IMF: Expect Slower Growth In 2019
- The International Monetary Fund last week announced that it has downgraded its expectations for economic growth around the world. The IMF now expects the world economy to expand 3.7 percent in year, down from its previous 3.9 percent prediction. Expectations for the world’s two largest economies were included in the bleaker report. The IMF says U.S. growth rates will fall from 2.9 percent this year to 2.5 percent in 2019. At 6.6 percent for 2018, the IMF’s expectation for Chinese growth did not change, but the IMF did predict growth in China would slow in 2019, falling to 6.2 percent. If that prediction comes true, it would be China’s slowest growth rate since 1990.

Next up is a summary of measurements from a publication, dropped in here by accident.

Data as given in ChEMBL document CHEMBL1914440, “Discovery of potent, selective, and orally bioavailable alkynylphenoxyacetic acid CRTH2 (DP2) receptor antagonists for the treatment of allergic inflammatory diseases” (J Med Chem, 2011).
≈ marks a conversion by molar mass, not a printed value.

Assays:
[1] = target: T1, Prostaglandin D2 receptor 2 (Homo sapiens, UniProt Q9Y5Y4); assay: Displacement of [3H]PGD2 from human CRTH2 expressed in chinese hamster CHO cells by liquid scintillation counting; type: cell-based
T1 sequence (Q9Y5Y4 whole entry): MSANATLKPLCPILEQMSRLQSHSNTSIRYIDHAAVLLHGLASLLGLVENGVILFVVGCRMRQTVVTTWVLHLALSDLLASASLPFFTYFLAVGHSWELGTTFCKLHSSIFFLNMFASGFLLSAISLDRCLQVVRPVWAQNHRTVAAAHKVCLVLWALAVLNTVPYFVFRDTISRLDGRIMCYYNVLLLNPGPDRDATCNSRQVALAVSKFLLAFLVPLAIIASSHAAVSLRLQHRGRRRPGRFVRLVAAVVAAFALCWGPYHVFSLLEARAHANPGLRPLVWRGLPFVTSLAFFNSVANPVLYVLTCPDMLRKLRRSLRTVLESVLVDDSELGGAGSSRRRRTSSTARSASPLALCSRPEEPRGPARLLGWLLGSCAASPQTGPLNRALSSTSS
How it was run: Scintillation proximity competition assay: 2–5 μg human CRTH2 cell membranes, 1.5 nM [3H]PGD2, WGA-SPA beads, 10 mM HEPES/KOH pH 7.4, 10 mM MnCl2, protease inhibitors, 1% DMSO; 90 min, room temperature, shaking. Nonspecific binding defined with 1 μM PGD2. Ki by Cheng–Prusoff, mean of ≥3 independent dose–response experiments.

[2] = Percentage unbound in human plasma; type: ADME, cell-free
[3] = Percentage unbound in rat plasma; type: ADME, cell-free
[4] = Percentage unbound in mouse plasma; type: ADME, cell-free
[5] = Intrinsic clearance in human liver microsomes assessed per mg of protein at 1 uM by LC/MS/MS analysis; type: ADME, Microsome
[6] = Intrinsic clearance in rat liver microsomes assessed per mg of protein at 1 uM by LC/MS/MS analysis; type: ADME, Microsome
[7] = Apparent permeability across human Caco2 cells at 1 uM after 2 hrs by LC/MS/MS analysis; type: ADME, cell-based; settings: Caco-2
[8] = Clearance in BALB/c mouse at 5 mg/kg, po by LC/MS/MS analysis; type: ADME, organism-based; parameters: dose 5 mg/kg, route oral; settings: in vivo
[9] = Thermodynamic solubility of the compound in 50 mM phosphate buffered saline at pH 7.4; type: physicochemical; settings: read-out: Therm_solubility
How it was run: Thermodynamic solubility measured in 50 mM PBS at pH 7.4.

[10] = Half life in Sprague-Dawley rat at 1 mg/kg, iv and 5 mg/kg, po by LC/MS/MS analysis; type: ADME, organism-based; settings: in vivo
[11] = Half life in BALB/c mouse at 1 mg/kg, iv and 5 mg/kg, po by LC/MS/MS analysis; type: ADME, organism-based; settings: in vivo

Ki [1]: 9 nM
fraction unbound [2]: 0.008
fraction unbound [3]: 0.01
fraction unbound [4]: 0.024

- The Associated Press reported last week that “China’s trade surplus with the United States widened to a record $34.1 billion in September as exports to the American market rose by 13 percent over a year earlier despite a worsening tariff war.” Imports from the United States into China rose only nine percent from September 2017 to September 2018. Overall, exports from China to other countries increased 14.5 percent year-over-year while imports rose 14.3 percent.
- In Germany, the Federal Statistical Office reported exports from the country were down 0.1 percent from July 2018 to August 2018, but up 2.2 percent from August 2017 to August 2018. Imports fell 2.7 percent for the month.
- In other international economic news: auto sales in China fell 12 percent from September 2017 to September 2018.